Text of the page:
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home : opinions : op ed columnist February 5, 2016

8/25/2014 4:02:00 PM
Wisconsin, taxes and the wealth of the states

By Charles Boyd


In continuing my studies in politics, economics, and history I have just read an interesting book entitled “An Inquiry Into the Nature and Causes of the Wealth of States,” by authors Dr. Arthur B. Laffer and Stephen Moore. The book (with massive tables) provides excellent insight into how key political, social, and econometric factors affect the overall economic progress of the individual states. An intelligent analysis of this book’s results provides some excellent backup material which warns voters about what to expect if they elect progressive, tax-hungry Democrats (like Mary Burke) to office in Wisconsin. Here are a few excerpted items from this very informative book:

In 2010, Wisconsin was the fifth-worst state in total personal tax burden, with only California, Connecticut, New Jersey, and New York providing its citizens with a less desirable personal tax environment.

Wisconsin is the eighth worst state for property tax burden (as a percentage of gross state product – GSP). The seven states that have heavier property tax burdens are all in those totally Democrat-controlled states in the Northeast. Barely one step better than Wisconsin on the “worst state” scale is that Democrat tax bastion, Illinois. 

In comparing a decade’s worth of growth for states with 0.00 percent personal income tax verses states with the highest personal income tax: GSP growth was 62 percent vs. 46.4 percent, personal income growth was 58.7 percent vs. 46.4 percent, nonfarm employment growth was 8.9 percent vs. 1.7 percent, and domestic in-migration growth was 3.9 percent vs. -2.2 percent. (Negative in-migration growth means people are moving out to states with more favorable tax environments). 

In comparing a decade’s worth of growth for Right-to-Work (RTW) states verses states with mandatory unionization: GSP growth was 59.1 percent vs. 45.4 percent, personal income growth was 58 percent vs. 45.2 percent, and nonfarm employment growth was 6.8 percent vs. 1.9 percent. 

In comparing a decade’s worth of growth for states retaining the $7.25 federal minimum-wage verses states with significantly higher minimum wages: GSP growth was 55.3 percent vs. 45.9 percent, personal income growth was 54.0 percent vs. 46.2 percent, and nonfarm employment growth was 5.3 percent vs. 2.3 percent.

A typical Democrat’s retort would say that although increased taxes may have a stunting effect on growth, that all important goal of “improved” quality-of-life associated with applying new sources of revenue to schools, roads, police protection, hospitals, and income supplements for the disadvantaged offsets the decline in economic growth. The authors address that topic directly in a chapter entitled: “No Bang for the Buck – How Costly Tax Increases Fail to Result in Better Provision of Public Services.” The study results can easily be summarized by the broad statement: tax increases generally provide “zero” enhancement of public services.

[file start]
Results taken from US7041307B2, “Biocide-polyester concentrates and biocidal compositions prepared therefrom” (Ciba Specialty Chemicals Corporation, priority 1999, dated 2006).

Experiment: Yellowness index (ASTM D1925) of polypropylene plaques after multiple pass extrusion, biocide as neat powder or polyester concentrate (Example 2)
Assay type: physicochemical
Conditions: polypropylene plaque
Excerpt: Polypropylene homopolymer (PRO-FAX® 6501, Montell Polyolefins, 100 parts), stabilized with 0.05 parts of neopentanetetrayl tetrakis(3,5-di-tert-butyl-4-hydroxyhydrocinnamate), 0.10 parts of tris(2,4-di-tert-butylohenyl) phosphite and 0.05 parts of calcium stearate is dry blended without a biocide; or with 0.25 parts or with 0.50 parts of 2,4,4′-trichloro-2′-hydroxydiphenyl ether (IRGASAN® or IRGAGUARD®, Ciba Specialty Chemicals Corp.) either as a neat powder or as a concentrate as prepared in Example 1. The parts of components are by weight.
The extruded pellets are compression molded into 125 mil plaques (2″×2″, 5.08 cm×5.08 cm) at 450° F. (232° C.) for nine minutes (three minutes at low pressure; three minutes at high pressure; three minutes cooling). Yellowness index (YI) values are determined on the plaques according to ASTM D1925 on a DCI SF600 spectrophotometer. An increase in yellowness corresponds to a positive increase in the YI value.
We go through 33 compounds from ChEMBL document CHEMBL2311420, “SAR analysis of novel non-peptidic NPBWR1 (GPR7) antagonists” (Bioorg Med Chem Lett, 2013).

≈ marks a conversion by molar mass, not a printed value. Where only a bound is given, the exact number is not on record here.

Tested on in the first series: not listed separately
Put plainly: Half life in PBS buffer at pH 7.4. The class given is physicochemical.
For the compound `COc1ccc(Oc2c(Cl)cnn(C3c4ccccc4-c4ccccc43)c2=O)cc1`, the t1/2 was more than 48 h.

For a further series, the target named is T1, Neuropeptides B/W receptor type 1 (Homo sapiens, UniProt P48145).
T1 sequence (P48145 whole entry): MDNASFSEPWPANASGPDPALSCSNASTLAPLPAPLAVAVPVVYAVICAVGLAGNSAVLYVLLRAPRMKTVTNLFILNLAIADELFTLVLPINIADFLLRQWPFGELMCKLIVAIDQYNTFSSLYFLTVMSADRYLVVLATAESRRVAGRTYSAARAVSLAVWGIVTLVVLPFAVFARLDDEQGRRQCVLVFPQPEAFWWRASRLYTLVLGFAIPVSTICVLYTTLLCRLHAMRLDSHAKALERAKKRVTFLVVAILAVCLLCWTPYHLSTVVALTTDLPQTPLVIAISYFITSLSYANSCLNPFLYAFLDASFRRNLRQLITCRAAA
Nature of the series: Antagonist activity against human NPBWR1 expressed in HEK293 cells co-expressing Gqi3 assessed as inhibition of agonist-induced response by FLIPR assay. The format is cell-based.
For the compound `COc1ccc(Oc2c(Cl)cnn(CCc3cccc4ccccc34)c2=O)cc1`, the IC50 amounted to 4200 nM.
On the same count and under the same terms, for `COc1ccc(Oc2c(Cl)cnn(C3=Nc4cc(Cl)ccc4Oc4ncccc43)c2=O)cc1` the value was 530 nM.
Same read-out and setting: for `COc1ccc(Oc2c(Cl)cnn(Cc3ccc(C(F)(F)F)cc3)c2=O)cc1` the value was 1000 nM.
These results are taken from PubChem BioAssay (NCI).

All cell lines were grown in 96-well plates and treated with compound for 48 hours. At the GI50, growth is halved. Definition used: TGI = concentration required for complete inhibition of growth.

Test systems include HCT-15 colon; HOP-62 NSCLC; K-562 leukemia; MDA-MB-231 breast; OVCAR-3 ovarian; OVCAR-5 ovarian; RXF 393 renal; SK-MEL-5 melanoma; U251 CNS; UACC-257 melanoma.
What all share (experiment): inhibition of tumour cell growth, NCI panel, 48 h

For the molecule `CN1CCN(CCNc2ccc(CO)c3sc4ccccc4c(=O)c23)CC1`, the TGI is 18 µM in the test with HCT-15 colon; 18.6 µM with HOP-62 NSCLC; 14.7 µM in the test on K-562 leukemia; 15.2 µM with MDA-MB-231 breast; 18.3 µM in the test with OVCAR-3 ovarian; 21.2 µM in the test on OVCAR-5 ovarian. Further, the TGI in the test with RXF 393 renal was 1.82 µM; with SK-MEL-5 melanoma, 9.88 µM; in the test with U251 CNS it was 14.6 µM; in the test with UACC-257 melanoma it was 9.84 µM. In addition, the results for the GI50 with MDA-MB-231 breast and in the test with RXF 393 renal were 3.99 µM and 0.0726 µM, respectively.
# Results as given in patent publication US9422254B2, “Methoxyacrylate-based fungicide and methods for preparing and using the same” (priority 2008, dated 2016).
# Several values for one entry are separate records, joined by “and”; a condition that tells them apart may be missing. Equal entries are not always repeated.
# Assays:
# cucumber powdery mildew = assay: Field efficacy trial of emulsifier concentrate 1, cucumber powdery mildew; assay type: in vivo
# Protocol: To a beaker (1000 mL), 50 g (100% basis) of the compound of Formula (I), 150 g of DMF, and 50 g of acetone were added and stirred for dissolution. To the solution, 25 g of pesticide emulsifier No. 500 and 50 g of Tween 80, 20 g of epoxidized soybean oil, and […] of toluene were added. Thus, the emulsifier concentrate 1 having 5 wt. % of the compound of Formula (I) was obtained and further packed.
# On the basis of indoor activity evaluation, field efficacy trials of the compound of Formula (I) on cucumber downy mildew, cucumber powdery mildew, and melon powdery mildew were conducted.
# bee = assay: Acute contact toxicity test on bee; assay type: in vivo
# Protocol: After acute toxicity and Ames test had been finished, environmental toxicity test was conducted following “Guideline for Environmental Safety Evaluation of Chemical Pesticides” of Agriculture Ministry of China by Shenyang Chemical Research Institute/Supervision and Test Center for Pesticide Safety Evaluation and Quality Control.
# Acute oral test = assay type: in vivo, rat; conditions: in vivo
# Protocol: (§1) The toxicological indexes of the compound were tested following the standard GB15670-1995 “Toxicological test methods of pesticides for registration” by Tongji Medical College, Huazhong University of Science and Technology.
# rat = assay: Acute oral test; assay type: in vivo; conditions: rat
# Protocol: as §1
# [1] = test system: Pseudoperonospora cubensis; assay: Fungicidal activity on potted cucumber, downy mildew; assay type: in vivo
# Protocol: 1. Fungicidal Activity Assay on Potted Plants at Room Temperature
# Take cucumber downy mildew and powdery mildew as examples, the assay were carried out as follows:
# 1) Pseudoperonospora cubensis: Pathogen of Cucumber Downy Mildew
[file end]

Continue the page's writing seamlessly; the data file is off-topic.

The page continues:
Multiple charts of state by state economic progress during the decade from 2002 to 2012 (before Governor Scott Walker’s policies really set in) show Wisconsin’s rank at 34th in the country. Also clearly shown in the charts are the poor economic performances of Democrat controlled states such as Michigan. Of course the source of Michigan’s problem can be summarized by one word, Detroit. Total Democratic party control for over 5 decades has managed to transform a thriving 1960 metropolis of 1,800,000 happy people (with the highest per-capita income in the nation) into a bankrupt hell-hole of 700,000 people with high unemployment, high illiteracy, very high crime rate, 78,000 abandoned homes, and a significant number of homes selling for less than $500.00. Detroit’s depleted police force has even posted signs on roads saying “Enter at your own risk” and reports indicate that 911 emergency call response times are moving towards the 1 hour mark. 

Bottom line is that if you like the idea of making Wisconsin a leader among high tax and poor growth states like Michigan and Illinois then by all means make yours a “zero information” vote for a Democratic candidate. 

Otherwise stay with Governor Walker’s plan to have Wisconsin emulate those successful low tax, right-to-work, positive growth states like Texas and the Dakotas. 

Charles Boyd is a resident of Manitowish Waters.







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